Clark County has received a more than $630,000 state grant to fight blight in Springfield.
The grant will allow the Clark County land bank to demolish about 65 foreclosed and abandoned homes in Springfield over the life of the grant, depending on costs, Executive Director Tom Hale said.
“These homes become a focal point for things of not such a positive nature,” Hale said. “If we remove them and do something positive for the neighborhood, maybe that will spread around and take off. Everyone else will take notice and do better with their own property.”
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The land bank received a similar grant in 2014 and an additional $500,000 last fall. Since 2014, the land bank has received a total of about $1.7 million — and could receive more in the future, Hale said.
“We’re pleased with anything we can get,” he said.
The land bank will use that money to demolish a total of about 115 blighted, abandoned and foreclosed homes in Springfield through 2019, Hale said. More grant money will be made available in October, Hale said.
The process can take awhile and includes demolition, environmental issues and landscaping.
The local land bank was one of 18 in Ohio to receive a portion of $191 million in funding through the Ohio Housing Finance Agency’s Neighborhood Initiative Program, designed to help counties demolish vacant homes and prevent foreclosures.
“Blight continues to be a problem across the state, in many cases effecting property values and increasing the risk of foreclosure,” OHFA Executive Director Doug Garver said. “The improvement that results from eliminating these properties in neighborhoods directly impacts homeowners by reducing many of the subsequent factors, such as an increased crime rate, that adversely affect property values.”
The money was made available as part of the federal Hardest Hit Fund Program.
The land bank has demolished 20 properties so far. They’re currently working on another 11 properties, Hale said.
The land bank recently demolished a home at the corner of Light and West Main streets, and added a green space with landscaping and benches. Two properties located next to the site have also been forfeited to the state, Hale said, and all three could be converted into a community garden.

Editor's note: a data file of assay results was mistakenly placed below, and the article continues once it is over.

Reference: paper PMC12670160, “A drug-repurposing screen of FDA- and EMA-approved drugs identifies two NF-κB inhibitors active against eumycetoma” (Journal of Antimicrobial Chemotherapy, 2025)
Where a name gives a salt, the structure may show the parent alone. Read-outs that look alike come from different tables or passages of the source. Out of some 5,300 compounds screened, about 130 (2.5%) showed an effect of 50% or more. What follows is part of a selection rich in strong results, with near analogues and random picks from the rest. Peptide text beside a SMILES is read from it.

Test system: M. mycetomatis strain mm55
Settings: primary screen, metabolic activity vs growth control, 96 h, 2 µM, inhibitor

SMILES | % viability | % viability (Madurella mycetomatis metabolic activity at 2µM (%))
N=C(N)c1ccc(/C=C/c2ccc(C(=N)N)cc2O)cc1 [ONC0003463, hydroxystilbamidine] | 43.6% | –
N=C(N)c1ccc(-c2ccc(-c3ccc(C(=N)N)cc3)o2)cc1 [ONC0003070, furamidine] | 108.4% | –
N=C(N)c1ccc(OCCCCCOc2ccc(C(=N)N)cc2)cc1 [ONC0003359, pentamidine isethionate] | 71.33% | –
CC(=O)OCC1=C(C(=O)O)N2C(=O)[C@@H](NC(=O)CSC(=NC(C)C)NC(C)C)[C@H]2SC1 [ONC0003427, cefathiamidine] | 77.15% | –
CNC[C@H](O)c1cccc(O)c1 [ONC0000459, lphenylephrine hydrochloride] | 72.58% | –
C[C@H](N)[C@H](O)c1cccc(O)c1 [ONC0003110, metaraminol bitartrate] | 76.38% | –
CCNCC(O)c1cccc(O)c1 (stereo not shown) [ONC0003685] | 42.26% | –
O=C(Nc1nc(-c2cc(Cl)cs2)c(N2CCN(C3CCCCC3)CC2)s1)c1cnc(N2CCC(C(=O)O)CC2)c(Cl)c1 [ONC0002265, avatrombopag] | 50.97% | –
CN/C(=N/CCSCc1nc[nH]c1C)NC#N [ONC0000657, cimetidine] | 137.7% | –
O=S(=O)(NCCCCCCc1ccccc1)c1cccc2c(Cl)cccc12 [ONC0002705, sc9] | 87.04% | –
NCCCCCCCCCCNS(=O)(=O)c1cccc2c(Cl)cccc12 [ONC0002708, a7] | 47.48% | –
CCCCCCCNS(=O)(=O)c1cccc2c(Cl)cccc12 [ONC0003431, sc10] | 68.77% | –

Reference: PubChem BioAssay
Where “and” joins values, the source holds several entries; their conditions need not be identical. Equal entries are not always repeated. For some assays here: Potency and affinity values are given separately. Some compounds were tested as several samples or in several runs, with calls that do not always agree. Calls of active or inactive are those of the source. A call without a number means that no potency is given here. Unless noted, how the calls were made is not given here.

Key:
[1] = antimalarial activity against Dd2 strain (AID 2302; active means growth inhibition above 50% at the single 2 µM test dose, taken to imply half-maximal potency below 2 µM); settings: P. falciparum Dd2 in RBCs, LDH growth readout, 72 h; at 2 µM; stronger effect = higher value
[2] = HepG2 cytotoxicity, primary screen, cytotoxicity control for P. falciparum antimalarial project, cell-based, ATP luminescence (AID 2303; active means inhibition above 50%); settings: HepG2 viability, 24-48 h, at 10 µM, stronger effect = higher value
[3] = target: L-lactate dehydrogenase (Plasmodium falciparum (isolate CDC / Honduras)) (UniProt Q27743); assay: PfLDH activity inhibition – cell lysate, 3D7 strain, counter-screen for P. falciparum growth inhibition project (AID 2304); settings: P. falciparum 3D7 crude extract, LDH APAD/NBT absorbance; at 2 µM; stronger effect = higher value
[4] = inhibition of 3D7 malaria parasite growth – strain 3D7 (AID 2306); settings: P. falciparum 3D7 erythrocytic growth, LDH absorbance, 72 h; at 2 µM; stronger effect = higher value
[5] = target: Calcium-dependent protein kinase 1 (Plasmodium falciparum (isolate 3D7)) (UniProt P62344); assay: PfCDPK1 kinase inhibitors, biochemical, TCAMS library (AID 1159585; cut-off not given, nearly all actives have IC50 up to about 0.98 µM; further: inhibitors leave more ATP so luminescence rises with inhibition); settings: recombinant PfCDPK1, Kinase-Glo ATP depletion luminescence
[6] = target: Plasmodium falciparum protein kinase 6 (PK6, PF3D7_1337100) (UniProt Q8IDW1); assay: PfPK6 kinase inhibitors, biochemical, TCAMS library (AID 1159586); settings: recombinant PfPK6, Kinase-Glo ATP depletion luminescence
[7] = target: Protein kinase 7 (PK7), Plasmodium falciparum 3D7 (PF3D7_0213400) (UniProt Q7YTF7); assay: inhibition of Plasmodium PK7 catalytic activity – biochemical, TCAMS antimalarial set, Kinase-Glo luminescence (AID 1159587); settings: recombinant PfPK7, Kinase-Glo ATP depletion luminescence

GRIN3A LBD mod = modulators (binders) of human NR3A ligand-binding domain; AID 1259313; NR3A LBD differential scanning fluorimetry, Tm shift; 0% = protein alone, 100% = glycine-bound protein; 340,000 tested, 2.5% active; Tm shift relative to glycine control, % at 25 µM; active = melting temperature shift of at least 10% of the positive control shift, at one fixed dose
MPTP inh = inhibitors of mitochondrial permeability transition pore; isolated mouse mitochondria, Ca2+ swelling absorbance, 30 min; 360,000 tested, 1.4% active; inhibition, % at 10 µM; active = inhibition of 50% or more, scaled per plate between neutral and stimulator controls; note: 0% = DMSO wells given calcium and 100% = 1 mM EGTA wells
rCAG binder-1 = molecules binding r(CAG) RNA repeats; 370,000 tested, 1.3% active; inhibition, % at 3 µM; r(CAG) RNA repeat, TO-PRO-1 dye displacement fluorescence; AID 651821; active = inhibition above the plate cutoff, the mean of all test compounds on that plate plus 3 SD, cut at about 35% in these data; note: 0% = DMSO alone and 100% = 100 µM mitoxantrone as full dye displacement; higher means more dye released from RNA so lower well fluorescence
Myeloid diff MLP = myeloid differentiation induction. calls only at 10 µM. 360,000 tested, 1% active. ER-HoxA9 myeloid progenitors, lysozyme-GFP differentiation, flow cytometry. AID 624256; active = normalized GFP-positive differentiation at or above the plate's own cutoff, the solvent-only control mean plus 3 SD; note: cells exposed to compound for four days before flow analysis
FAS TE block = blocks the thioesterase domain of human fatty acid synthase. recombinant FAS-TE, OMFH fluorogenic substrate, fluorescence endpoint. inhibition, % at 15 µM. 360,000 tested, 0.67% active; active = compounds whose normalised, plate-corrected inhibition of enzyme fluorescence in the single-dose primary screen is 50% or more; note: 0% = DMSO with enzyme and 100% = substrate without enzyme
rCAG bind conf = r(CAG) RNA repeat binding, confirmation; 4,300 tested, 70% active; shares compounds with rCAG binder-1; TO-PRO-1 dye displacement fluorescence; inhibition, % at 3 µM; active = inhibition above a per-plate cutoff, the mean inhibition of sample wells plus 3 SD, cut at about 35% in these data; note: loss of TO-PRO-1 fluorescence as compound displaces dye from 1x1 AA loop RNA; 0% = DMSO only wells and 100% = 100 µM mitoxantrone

The green space has beautified the neighborhood, said Springfield resident Kiesha Baker, who often stops to sit at the benches as she waits for the bus.
“It’s the best thing they ever did,” Baker said. “For me, it helps because when you take long walks, you need a place to sit down … It makes a difference.”
The grant is good news for the community, Clark County Commissioner John Detrick said.
“It’s bringing money into the community to improve our quality of life by eliminating undesirable old housing stock,” Detrick said.
Earlier this year, Springfield city commissioners agreed to spend up to $300,000 to demolish as many as 50 structures this year.
Between 2011 and 2014 the city demolished more than 220 structures, using extra funding from the Ohio Moving Forward and Neighborhood Stabilization Program grants. A year ago, without the extra funding, the city demolished 28 properties.
This year the city will use both federal Community Development Block Grant money and sewer funds to demolish homes to help with the combined sewer overflow project, which is federally mandated to reduce storm water and raw sewage from running into local streams and rivers. The abandoned structures are still tied to the sewer system and it’s cheaper to demolish the vacant homes than remove them from the sewer system.
The demolitions stabilize the housing market and can improve the property values of other homes in the neighborhood, Deputy City Manager Bryan Heck said. The city and county work closely together to maximize funding, he said.
“The land bank has been a great tool and asset to our community,” Heck said.
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